Описание и слова песни
Billing themselves as groove-laden, riff-drenched, psychedelic heavy blues, this is the second album from Sheffield’s Regulus. The band themselves reckon that this is the record that has seen them nail down what they wanted as a sound, and listening to the 10 brilliant songs that make up “Quadralith” it’s hard to disagree. Beginning with the chunky as you like groove of “Dominion” is a masterstroke. Coming on with a fuzzed up thud that could shake the earth, but without sounding like one of the myriad desert rock bands from the US. Instead there is a muscular and very British strong arm feel here. Nowhere is this better shown than on “Last Chance To Die Young” – party rock, that is if Orange Goblin and Motorhead had a party….and things get very messy indeed, lest the line about “I’ve got some whiskey and I’ve got some speed” is lying to us. Singer Luke Jennings is a big part of this, gravel throated, he is also one of the bands two guitarists and does a fine job throughout.
It is a work that doesn’t see why it should get too bogged down in expectation, either. “Seven Tales Told” explores the blues in a way that Sabbath might, while the slower, more monolithic “Bones” – with its clever use of female vocals – is a wander off down the more psychedelic roads. Indeed, it does seem that each song has a different aim, “Heart Of Stone” for example has a heavy southern rock type vibe, but this is far from being a collection that is one of disparate thing that aren’t tied together. Where some albums with work as varied as the primal “The Dream Reaper” would sound like a compilation, “Quadralith” despite its digressions wherever it chooses, is a cohesive record – just one of a band with plenty of ideas they wanted to use. So it is that “Dead Man’s Grave” offers some sandpaper harmonies, “Dutch” swings and struts, and if you’re going to have an instrumental on the record then make it one like this, and you can almost see the headbanging that would go on in venues up and down the land in “Overcome” and never have the words “dig my own grave” been sung with such downright glee.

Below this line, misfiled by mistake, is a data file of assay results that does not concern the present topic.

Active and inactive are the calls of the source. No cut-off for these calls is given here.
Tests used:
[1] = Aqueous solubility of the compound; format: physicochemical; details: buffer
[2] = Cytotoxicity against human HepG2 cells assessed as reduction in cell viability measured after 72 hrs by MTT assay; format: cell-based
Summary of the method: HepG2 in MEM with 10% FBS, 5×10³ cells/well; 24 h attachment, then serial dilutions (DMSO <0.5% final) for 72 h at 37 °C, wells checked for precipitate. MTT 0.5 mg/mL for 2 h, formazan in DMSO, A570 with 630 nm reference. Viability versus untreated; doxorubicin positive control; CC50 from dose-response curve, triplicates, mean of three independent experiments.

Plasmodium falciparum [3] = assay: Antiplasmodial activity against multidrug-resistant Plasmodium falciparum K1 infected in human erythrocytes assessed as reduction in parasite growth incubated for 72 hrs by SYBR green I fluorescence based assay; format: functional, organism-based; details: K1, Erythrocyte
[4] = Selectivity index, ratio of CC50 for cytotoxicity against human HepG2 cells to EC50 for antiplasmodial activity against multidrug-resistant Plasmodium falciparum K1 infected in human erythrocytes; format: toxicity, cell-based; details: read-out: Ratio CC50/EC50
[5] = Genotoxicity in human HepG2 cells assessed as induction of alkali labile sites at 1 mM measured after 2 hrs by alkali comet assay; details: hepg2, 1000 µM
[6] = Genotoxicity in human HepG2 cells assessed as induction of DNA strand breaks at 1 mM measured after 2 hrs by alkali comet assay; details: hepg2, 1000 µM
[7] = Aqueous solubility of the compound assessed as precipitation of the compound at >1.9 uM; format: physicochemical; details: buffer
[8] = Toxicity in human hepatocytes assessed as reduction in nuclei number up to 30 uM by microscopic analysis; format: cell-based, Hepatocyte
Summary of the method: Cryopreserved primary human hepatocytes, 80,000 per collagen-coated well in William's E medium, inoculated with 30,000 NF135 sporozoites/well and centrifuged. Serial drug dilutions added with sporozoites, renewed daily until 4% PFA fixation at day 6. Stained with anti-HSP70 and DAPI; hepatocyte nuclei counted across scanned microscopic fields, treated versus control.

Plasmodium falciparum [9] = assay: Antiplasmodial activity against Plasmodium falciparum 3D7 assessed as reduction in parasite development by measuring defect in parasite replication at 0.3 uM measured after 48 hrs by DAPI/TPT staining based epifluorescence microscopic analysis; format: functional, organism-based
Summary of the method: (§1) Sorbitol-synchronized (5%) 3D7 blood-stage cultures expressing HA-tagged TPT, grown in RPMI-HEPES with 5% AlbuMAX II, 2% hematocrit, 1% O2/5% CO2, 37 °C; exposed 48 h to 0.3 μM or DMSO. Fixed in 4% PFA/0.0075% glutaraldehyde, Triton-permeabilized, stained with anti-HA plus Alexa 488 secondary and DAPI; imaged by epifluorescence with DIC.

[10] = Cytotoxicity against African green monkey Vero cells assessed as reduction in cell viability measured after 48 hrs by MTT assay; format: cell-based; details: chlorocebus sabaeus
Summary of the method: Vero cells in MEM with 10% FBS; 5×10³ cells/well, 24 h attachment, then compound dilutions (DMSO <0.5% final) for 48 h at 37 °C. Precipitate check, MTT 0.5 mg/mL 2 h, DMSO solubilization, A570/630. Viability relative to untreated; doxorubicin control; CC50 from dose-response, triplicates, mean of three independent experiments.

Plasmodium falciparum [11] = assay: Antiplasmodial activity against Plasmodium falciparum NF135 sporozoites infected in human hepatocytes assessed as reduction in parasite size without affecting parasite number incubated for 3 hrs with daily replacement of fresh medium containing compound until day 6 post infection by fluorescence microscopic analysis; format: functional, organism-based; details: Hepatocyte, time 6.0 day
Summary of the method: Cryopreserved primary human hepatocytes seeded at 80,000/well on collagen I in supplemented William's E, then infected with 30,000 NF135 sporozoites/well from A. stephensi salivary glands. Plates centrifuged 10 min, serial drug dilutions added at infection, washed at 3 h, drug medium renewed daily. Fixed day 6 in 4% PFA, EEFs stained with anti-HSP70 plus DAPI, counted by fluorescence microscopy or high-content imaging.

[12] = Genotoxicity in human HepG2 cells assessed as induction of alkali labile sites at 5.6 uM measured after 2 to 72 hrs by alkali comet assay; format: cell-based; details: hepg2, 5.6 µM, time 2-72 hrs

Things end with the title track, and it’s the longest – and even for this record – most ambitious cut here. It also gives the album a fitting conclusion. Speaking about the platter that it gives it’s name to, the band said this: “The Quadralith is a metaphor for ourselves, four distinct entities united in one purpose. Where our last album was a collection of songs written over the initial years that we experimented with our sound, “Quadralith” is the product of a band who finally knows exactly who they are and what they want to express”. That, in a nutshell, is the whole thing nailed. We’ll just add the rather weedy epithet that “Quadralith” is quite superb. The latest sonic offering from Sheffield stoner rock band Regulus, Quadralith is the musical expression of the growth and experience we have experienced over the last two years. Recorded at Playing Aloud studios and released by Off Yer Rocka Recordings, Quadralith is a big step forward in production and musicality for us all.
Review by Andy Thorley http://www.maximumvolumemusic.com/review-regulus-quadralith-2017/
1. Dominion - 0:00
2. Last Chance to Die Young - 5:14
3. Seven Tales Told - 10:09
4. Bones - 13:24
5. Heart of Stone - 20:00
6. The Dream Reaper - 24:49
7. Poor Man's Grave - 30:22
8. Dutch - 35:10
9. Overcome - 38:39
10. Quadralith - 42:37
Support Regulus by purchasing the album here https://regulusband.bandcamp.com/album/quadralith